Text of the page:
Sustainability Paradoxes in International Entrepreneurship


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Sustainability is rapidly becoming a dominant global megatrend. Practitioners, researchers, and policymakers are all challenged to secure the transition towards responsible business practices. This involves juxtaposing the complex web of wealth creation's financial, social, and environmental aspects. Juggling these aspects is often guided by simplistic frameworks (e.g., Tripple Bottom Line). However, in a rapidly evolving global landscape, critical reflection on these frameworks is needed to assist the state-of-the-art sustainable international entrepreneurship research. This is important as international entrepreneurship is very much about international growth of the entrepreneurial firm and that can be considered potentially threatening for the environment, and sustainability as a whole due to issues related to pollution or the disproportionate usage of planet’s resources (Denicolai et al., 2021). Consequently, this starting point can lead to paradoxes such as short-term importance to grow the business financially versus long term goals for environmental aspects. Is an early international rapid growth possibly if the entrepreneurial requirements would be costly to implement? Would an internationalizing firm follow the, let’s say more stringent environmental standards in all of its operations or follow the local host country regulations ‘only’? What role would individuals’ entrepreneurial values play in the context of small- and medium-sized enterprises’ (SMEs) sustainability vs. firm level objectives? There is only sparse research on how international entrepreneurs and SMEs navigate of sustainability efforts. This is paradoxical as these firms are the backbone of production and innovation in many societies.

Secondly, much of the current research is narrowly linked to economic sustainability. However, the complexity of the sustainability landscape involves considerations into a multitude of often overlapping dimensions. Thus, performing on one dimension might involved sacrifices on another. Thirdly, frontline research indicate that international new ventures (INVs) oriented towards both financial, social, and environmental opportunities bear remarkable resemblance to traditional INVs. However, we lack insight on core elements to their internalization choices, specificies of their governance structures, the strategies to attain foreign location advantages, and their unique resources.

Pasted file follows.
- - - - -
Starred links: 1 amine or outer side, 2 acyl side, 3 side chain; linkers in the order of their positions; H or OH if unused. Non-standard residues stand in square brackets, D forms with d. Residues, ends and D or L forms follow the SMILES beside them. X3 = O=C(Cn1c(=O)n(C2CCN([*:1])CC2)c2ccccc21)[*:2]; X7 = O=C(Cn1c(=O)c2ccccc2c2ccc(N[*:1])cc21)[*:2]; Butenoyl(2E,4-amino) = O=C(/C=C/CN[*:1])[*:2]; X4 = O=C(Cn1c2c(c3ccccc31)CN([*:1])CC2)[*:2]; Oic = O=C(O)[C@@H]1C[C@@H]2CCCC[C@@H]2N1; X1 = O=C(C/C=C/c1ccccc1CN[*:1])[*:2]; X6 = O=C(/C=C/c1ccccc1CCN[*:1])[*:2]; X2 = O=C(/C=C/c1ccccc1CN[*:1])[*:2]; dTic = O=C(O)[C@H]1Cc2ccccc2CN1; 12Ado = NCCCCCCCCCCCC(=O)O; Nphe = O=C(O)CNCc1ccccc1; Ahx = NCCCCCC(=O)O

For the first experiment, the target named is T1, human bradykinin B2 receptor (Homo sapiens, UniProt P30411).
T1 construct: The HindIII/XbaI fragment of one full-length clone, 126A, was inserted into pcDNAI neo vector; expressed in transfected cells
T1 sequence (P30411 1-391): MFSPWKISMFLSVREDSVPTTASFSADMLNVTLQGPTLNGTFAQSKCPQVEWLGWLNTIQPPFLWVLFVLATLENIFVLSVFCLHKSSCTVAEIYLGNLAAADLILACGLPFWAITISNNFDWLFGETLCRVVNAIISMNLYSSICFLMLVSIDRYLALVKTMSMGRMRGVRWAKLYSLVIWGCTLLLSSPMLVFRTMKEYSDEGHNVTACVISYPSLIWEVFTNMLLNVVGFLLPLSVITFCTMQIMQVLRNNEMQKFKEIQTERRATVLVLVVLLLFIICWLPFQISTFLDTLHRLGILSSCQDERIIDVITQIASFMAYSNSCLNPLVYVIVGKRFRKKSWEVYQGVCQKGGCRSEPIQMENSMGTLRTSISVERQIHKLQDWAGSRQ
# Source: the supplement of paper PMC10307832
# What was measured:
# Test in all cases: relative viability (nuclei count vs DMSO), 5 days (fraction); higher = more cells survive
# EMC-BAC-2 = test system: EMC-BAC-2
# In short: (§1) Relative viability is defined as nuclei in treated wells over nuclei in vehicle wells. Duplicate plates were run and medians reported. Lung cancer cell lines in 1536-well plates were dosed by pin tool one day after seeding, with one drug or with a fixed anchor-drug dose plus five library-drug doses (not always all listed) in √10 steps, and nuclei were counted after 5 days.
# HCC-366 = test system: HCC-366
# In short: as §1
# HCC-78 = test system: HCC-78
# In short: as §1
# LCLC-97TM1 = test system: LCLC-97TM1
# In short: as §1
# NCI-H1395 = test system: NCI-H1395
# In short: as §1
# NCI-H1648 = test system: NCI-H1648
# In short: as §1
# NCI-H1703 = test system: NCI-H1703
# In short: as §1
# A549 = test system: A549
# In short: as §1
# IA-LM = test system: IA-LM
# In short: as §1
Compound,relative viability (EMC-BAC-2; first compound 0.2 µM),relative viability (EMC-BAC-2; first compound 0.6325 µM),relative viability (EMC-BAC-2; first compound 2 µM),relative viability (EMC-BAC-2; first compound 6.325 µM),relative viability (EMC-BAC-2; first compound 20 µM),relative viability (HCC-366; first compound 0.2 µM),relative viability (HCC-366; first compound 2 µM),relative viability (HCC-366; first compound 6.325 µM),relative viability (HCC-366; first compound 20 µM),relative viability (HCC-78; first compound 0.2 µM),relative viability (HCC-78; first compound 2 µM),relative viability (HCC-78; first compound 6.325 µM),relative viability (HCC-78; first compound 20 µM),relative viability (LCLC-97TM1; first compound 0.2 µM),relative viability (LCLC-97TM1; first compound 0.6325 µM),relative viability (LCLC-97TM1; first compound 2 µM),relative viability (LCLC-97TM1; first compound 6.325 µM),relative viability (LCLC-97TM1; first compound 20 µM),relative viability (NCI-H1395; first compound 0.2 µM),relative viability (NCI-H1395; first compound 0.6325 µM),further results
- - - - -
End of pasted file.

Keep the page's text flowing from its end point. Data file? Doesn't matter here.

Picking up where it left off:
This special issue seeks to explore how international entrepreneurs and SMEs navigate the complexities of sustainability. Contributions to this special issue aim to advance our understanding of international sustainable entrepreneurship and its implications for global business practices by critically examining the interplay between environmental, social, and economic factors.

We are open for different theoretical and methodological perspectives. However, in line with the aims of the journal we encourage authors to promote dialogue and new thinking and creatively and critically question the dominant ideas of international entrepreneurship – and consider what is there beyond profit maximization in the international entrepreneurship.

For example, paradox perspective can be a useful method to study sustainable international entrepreneurship as it sees environmental and social concerns as an end in themselves, not only as a means to the profit maximization (Hahn et al. 2010; 2018)

List of topic areas

  • How sustainable are international growth and scale-ups?
  • The role of sustainable practices in internationalization strategies of SMEs and their growth
  • Paradoxes in sustainable value creation and competitive advantage in international markets
  • Institutional perspectives on sustainable entrepreneurship and global business ecosystems
  • Innovation and technology-driven solutions for sustainable international ventures
  • Policy implications and regulatory frameworks for fostering sustainable international entrepreneurship
  • Rethinking global and sustainable supply chain management
  • Perspectives on how international entrepreneurship can assist and tackle climate change adaptation
  • Environmental responsibility and ethical considerations in international entrepreneurship
  • Social entrepreneurship and its impact on sustainable development in global contexts


Guest Editors

Maria Uzhegova,
LUT University, Finland,
[email protected]

Martin Hannibal,
University of Southern Denmark, Denmark,
[email protected]

Olli Kuivalainen,
LUT University, Finland,
[email protected]

Antonella Zucchella,
University of Pavia, Italy,
[email protected]


Submissions Information

Submissions are made using ScholarOne Manuscripts. Registration and access are available by clicking the button below.

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Author guidelines must be strictly followed.

Authors should select (from the drop-down menu) the special issue title at the appropriate step in the submission process, i.e. in response to “Please select the issue you are submitting to”.

Submitted articles must not have been previously published, nor should they be under consideration for publication anywhere else, while under review for this journal.


Key Deadlines

Closing date for manuscripts submission: 20 November 2024